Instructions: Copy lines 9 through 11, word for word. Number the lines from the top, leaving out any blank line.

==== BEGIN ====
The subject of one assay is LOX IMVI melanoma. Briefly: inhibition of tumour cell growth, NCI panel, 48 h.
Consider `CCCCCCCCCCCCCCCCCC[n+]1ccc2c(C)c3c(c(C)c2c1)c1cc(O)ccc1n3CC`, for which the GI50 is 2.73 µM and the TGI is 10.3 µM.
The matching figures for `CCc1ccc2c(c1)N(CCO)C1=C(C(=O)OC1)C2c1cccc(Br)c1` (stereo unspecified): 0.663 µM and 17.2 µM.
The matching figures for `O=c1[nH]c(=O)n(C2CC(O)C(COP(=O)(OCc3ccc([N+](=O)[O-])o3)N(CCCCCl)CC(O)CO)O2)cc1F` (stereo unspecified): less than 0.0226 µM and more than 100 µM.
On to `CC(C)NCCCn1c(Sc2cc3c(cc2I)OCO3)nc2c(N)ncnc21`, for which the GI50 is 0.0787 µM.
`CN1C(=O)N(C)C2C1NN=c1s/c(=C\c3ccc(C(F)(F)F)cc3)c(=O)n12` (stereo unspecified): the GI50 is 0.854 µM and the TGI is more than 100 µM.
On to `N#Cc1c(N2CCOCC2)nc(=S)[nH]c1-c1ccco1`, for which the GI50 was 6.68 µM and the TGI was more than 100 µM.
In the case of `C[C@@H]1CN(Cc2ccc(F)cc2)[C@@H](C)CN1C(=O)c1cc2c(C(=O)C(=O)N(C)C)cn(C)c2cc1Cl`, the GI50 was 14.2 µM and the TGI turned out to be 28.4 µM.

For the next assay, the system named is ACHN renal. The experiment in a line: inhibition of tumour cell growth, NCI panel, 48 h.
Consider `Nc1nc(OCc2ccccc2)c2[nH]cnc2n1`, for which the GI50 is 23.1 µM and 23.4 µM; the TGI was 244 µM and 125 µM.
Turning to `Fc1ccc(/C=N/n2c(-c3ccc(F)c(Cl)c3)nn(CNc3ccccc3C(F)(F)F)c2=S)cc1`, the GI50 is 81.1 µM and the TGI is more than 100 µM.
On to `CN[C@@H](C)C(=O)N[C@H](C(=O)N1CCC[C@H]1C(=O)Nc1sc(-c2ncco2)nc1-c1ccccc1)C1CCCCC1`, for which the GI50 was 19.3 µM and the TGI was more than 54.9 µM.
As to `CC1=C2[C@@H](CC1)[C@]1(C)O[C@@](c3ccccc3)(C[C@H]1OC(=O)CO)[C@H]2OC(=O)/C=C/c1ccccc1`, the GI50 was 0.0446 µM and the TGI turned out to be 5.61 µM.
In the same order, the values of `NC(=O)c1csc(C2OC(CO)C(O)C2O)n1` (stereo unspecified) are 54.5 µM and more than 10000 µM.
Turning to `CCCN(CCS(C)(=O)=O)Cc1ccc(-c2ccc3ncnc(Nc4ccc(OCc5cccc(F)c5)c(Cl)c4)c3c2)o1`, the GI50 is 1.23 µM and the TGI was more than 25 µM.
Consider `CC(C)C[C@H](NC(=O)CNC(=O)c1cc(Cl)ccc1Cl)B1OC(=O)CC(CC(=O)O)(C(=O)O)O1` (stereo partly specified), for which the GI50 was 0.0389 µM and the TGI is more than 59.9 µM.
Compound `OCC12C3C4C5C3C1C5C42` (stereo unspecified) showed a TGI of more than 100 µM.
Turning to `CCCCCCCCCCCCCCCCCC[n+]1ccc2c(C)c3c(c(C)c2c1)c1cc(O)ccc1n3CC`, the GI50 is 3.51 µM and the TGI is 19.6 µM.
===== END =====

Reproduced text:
For the next assay, the system named is ACHN renal. The experiment in a line: inhibition of tumour cell growth, NCI panel, 48 h.
Consider `Nc1nc(OCc2ccccc2)c2[nH]cnc2n1`, for which the GI50 is 23.1 µM and 23.4 µM; the TGI was 244 µM and 125 µM.
Turning to `Fc1ccc(/C=N/n2c(-c3ccc(F)c(Cl)c3)nn(CNc3ccccc3C(F)(F)F)c2=S)cc1`, the GI50 is 81.1 µM and the TGI is more than 100 µM.